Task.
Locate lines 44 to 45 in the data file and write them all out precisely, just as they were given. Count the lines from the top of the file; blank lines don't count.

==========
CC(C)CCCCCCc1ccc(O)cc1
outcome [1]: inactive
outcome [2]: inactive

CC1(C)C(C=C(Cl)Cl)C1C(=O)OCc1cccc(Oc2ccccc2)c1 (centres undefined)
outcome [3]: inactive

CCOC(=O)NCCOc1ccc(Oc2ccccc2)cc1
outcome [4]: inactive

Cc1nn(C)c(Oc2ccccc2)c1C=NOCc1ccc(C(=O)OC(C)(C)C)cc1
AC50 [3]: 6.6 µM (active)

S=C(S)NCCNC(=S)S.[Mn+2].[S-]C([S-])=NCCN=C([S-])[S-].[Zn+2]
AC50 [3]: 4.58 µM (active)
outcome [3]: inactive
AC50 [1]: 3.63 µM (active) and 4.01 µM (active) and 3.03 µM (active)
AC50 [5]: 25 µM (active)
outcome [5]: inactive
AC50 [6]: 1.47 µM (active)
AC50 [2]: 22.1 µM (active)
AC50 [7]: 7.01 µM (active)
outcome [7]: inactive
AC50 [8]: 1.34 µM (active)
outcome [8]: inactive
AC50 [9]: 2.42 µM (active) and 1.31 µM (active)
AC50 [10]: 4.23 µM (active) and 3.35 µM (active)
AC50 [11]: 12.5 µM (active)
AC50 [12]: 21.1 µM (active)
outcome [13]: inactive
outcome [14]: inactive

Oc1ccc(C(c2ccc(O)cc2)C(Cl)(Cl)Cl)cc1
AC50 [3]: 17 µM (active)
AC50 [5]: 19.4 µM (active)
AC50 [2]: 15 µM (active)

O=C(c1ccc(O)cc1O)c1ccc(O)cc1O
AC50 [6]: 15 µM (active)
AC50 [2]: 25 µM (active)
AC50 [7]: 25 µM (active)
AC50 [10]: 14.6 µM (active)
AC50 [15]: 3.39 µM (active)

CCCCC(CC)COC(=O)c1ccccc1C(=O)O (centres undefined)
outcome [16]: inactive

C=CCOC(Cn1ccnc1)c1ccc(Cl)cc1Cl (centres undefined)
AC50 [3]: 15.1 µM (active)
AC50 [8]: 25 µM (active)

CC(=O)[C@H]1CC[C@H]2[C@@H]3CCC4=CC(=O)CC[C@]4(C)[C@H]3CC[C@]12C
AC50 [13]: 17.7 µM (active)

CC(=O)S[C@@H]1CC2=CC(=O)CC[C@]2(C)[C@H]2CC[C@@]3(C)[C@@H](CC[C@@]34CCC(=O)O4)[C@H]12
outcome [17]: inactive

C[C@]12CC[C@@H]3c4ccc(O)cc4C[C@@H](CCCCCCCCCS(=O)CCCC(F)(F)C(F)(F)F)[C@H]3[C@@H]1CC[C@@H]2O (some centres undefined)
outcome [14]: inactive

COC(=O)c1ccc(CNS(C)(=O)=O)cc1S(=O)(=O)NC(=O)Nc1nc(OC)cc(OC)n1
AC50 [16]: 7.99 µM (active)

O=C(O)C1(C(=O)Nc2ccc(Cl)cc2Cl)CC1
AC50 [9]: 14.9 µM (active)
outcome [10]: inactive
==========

AC50 [13]: 17.7 µM (active)

CC(=O)S[C@@H]1CC2=CC(=O)CC[C@]2(C)[C@H]2CC[C@@]3(C)[C@@H](CC[C@@]34CCC(=O)O4)[C@H]12